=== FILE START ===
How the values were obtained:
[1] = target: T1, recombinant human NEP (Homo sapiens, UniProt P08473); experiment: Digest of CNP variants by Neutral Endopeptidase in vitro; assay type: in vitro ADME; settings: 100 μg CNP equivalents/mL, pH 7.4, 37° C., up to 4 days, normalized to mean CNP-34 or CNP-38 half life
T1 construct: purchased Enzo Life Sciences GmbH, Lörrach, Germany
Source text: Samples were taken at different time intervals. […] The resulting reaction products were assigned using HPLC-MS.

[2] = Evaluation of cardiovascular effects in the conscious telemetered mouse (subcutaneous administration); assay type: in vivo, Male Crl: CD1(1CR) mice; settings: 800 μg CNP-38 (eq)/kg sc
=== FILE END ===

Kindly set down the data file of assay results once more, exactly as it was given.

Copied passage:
How the values were obtained:
[1] = target: T1, recombinant human NEP (Homo sapiens, UniProt P08473); experiment: Digest of CNP variants by Neutral Endopeptidase in vitro; assay type: in vitro ADME; settings: 100 μg CNP equivalents/mL, pH 7.4, 37° C., up to 4 days, normalized to mean CNP-34 or CNP-38 half life
T1 construct: purchased Enzo Life Sciences GmbH, Lörrach, Germany
Source text: Samples were taken at different time intervals. […] The resulting reaction products were assigned using HPLC-MS.

[2] = Evaluation of cardiovascular effects in the conscious telemetered mouse (subcutaneous administration); assay type: in vivo, Male Crl: CD1(1CR) mice; settings: 800 μg CNP-38 (eq)/kg sc